Fang on Wax 

Wax Fang’s latest finds them sharpening their canines

Wax Fang have kept good company. Last year, the trio toured with fellow Louisvillians My Morning Jacket, then opened for Spoon in Nashville a few months later, acquiring a higher profile than your typical unsigned band.

Wax Fang have kept good company. Last year, the trio toured with fellow Louisvillians My Morning Jacket, then opened for Spoon in Nashville a few months later, acquiring a higher profile than your typical unsigned band. In September, the band landed another coveted slot at the Next Big Nashville showcase at Exit/In. (The Fang’s non-Music City address was an easily ignored technicality, as the band delivered one of the festival’s standout performances.) Fresh off the hype, the band proves that the buzz is well deserved on their debut, La La Land.

Mixed in Nashville at Beach House with Mark Nevers, La La Land is Wax Fang’s first full-length—last year frontman Scott Carney released the solo debut Black and Endless Nights, on which he played every instrument, under the moniker Scott Carney and Heavy Friends. He recruited a rhythm section, and together they’ve taken that album’s dreamy approach and expanded the palette. The result is more grandiose and harder rockin’—the band’s softer, more delicate moments remain intact, but here Carney’s searing guitar leads are more freely doled out.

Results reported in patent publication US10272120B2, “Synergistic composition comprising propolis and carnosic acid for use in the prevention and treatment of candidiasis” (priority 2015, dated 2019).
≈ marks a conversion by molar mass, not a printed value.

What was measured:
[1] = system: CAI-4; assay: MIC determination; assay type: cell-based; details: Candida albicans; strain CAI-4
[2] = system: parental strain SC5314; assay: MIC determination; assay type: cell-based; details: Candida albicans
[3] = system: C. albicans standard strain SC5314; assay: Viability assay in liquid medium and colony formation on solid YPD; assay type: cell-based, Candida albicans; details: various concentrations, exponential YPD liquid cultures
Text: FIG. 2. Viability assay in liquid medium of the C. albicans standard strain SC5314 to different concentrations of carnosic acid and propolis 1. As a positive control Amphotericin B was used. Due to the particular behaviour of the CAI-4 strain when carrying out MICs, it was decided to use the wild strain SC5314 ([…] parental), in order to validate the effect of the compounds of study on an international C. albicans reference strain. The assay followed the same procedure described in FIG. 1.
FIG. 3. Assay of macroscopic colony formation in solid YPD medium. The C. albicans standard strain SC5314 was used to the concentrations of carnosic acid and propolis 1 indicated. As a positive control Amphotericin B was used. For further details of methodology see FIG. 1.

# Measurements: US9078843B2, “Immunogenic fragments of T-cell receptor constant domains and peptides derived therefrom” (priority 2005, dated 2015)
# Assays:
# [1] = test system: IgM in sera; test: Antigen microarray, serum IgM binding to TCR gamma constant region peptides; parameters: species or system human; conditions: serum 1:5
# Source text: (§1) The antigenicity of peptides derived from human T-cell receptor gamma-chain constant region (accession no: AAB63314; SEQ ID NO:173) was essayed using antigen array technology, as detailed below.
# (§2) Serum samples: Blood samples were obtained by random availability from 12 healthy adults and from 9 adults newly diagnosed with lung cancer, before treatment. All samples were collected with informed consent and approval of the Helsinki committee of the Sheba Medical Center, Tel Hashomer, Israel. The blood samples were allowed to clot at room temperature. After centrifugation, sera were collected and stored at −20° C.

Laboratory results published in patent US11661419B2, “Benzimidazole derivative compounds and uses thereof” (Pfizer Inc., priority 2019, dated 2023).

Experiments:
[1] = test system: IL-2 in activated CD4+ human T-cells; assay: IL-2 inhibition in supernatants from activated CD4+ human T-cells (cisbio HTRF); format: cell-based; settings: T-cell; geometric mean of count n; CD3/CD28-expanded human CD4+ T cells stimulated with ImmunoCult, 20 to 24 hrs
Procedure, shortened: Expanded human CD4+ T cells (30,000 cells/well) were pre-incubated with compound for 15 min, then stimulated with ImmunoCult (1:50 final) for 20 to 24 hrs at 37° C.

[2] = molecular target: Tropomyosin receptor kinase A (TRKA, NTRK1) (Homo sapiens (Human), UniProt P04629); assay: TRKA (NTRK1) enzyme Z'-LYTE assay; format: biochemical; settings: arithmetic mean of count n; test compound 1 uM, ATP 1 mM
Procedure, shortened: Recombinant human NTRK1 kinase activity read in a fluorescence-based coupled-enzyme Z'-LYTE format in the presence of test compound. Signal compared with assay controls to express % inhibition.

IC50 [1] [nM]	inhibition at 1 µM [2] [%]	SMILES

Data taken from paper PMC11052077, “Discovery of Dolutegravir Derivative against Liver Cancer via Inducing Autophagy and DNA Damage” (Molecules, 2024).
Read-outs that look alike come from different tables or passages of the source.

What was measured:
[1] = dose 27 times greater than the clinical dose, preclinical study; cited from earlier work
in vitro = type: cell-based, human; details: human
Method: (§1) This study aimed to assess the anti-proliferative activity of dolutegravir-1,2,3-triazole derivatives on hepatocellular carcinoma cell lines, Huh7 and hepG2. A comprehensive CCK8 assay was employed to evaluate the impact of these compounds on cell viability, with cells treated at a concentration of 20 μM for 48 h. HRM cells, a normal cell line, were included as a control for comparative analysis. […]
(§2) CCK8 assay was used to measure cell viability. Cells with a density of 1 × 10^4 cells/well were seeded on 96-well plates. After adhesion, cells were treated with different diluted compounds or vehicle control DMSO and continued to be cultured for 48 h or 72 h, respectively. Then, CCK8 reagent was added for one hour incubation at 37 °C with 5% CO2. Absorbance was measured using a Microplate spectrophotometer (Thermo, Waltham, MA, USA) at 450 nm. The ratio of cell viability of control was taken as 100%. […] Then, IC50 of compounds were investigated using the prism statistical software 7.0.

Opener “Majestic” serves as the album’s template—an arpeggiated guitar line opens, layers of cyclical guitar lines swarm over the top, then drummer Kevin Ratterman’s huge kit signals the verse and cues the vocals. Somewhere in the middle is a badass guitar solo, but the fun really starts on the second track, “World War II (pt 2).” The musical prowess relents only for a brief moment when Carney belts, “Bombs from above will kill you if you catch one of them,” before he retreats back into layers of guitar that would make Built to Spill’s Doug Martsch proud.

But this album isn’t without hooks: “The Doctor Will See You Now” is immediately hummable, and the fast shuffle behind “Can You See the Light?” anchors Carney’s slow and direct vocal melody. Several seconds of distant keys follow the latter track, and it marks the record’s midway shift. Here the Fang grow more self-indulgent, as on the instrumental “Avant Guardian Angel Dust.”

Two big, sprawling compositions close the record, testing any momentum left over from the first half, where the band’s pop sensibilities are cemented. “Black & Endless Night Revisited” opens with big, heavy chords that fade into a soft moodiness that comprises the bulk of the song’s nearly six minutes. The closer, “Wake Up, Sleepyhead,” shows the band at their most dynamic and challenging: at almost 10 minutes, the song begins much like the opener—a soft opening with a big mid-track crescendo. Any momentum lost here is strictly because the material grows more nuanced—the mark of a band that has plenty more cards up its sleeve.

Coupled with Carney’s hyper-expressive and distinct vocals, the trio’s debt to ’70s prog bands King Crimson, Pink Floyd and even a little bit of Rush becomes more apparent on La La Land. Luckily, Wax Fang’s propensity to meander is much more tempered compared to the prog bands from which they draw inspiration, but all of these bands have at least one thing in common—no matter how good a quiet part might be, we’re really just waiting for the band to rock. Wax Fang are at their best when they’re kicking ass hardest.

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